Read, L 2015, Soap based thermal insulation as an environmental alternative to petroleum based thermal insulation , DProf thesis, University of Salford.
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The aim of this doctorate is to investigate an alternative to petroleum based thermal insulations, by using natural and recycled materials. The methodology used is centered on the use of the basic ingredients of waste animal fats, waste oils and a potash derived lye mixture, combined to create a crude soap. This soap is aerated to produce a lightweight structure that is capable of preventing or reducing heat transfer between areas of differing temperatures. Experimental testing reveals that this non-toxic product can be strengthened, made waterproof, vermin proof and fire retardant, whilst the results from the thermal testing laboratory confirm that aerated soap insulation functions as a moderate performer. The step-by-step experimental methodology applied, alongside the thermal conductivity and resistance results contained within this thesis, can be used as a gauge for future potential improvements to build from. Currently there are gaps in knowledge and practice with regards to environmental thermal insulation. There are other environmental insulations, but more research needs to be initiated regarding recyclable, biodegradable, renewable and organic components and ingredients within the insulation make-up. Industry trends are to improve the better performing petroleum insulations, whilst seemingly unwilling to compromise on environmental problem relief. This doctorate provides suggestions on how to reduce some of the environmental problems by replacing or diluting the toxic elements of petroleum insulation. Soap insulation is unique and as such makes a significant contribution to knowledge. This uniqueness is evidenced through the literature review and the systematic investigation of the research topic. The awarding of a worldwide patent on soap insulation protects the manufacture of thermal insulation comprising of solid aerated soap panels, derived from animal fats and lye. This idea of combining basic soap ingredients, then aerating the mixture to create thermal insulation is new and as such contributes to new knowledge. The publishing of a journal paper titled “Can Soap be a Sustainable Alternative to Petroleum-Based Thermal Insulation?” in the journal of Structural Survey. (Read & Arayici, 2015) emphasize the contribution of this research. Read & Arayici, (2015) describes the ingredients used, the manufacturing process and the improvement measures taken to create the soap insulation. Publishing is one method of making this research known to the global community. Academics can then engage with fellow academics or collaborate with industry to further this research or to commercialise this knowledge. Aerated soap research can widen the understanding of possible new alternative thermal insulation ideas. This creates a small yet original and significant opportunity to reduce the associated carbon footprint and environmental costs accrued each time that petroleum insulation is produced.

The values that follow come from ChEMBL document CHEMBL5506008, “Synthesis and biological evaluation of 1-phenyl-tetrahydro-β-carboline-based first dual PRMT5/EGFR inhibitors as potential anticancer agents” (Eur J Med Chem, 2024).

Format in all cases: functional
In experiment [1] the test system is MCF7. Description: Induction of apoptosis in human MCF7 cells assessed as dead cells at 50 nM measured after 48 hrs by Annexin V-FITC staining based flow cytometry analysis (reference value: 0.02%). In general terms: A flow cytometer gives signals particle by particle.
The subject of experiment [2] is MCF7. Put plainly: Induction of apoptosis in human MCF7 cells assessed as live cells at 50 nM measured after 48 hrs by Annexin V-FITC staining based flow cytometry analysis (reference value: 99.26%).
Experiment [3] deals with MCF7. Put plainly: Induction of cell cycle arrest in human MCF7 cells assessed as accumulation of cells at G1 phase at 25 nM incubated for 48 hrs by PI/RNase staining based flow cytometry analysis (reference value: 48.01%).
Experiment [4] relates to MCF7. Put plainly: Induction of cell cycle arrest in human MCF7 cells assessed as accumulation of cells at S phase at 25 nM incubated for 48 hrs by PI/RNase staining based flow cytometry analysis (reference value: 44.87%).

|Item Type:||Thesis (DProf)|
|Schools:||Schools > School of the Built Environment > Centre for Built Environment Sustainability and Transformation (BEST)|
|Funders:||PWC Building Control Ltd|
|Depositing User:||L Read|
|Date Deposited:||17 Jun 2016 10:48|
|Last Modified:||17 Jun 2016 10:48|
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